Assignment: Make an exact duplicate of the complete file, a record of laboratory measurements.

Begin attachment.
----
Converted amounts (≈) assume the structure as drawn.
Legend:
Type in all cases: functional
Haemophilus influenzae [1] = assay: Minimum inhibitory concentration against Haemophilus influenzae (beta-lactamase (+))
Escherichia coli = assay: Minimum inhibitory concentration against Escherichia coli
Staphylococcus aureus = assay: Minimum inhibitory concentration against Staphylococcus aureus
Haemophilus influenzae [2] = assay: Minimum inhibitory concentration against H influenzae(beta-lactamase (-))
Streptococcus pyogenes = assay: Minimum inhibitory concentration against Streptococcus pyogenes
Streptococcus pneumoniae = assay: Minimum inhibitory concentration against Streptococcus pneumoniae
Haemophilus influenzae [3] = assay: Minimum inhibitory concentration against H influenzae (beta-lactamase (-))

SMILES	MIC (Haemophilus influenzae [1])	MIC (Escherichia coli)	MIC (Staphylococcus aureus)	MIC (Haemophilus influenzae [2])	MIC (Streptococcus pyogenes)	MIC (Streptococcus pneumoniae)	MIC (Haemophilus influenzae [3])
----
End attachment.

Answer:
Converted amounts (≈) assume the structure as drawn.
Legend:
Type in all cases: functional
Haemophilus influenzae [1] = assay: Minimum inhibitory concentration against Haemophilus influenzae (beta-lactamase (+))
Escherichia coli = assay: Minimum inhibitory concentration against Escherichia coli
Staphylococcus aureus = assay: Minimum inhibitory concentration against Staphylococcus aureus
Haemophilus influenzae [2] = assay: Minimum inhibitory concentration against H influenzae(beta-lactamase (-))
Streptococcus pyogenes = assay: Minimum inhibitory concentration against Streptococcus pyogenes
Streptococcus pneumoniae = assay: Minimum inhibitory concentration against Streptococcus pneumoniae
Haemophilus influenzae [3] = assay: Minimum inhibitory concentration against H influenzae (beta-lactamase (-))

SMILES	MIC (Haemophilus influenzae [1])	MIC (Escherichia coli)	MIC (Staphylococcus aureus)	MIC (Haemophilus influenzae [2])	MIC (Streptococcus pyogenes)	MIC (Streptococcus pneumoniae)	MIC (Haemophilus influenzae [3])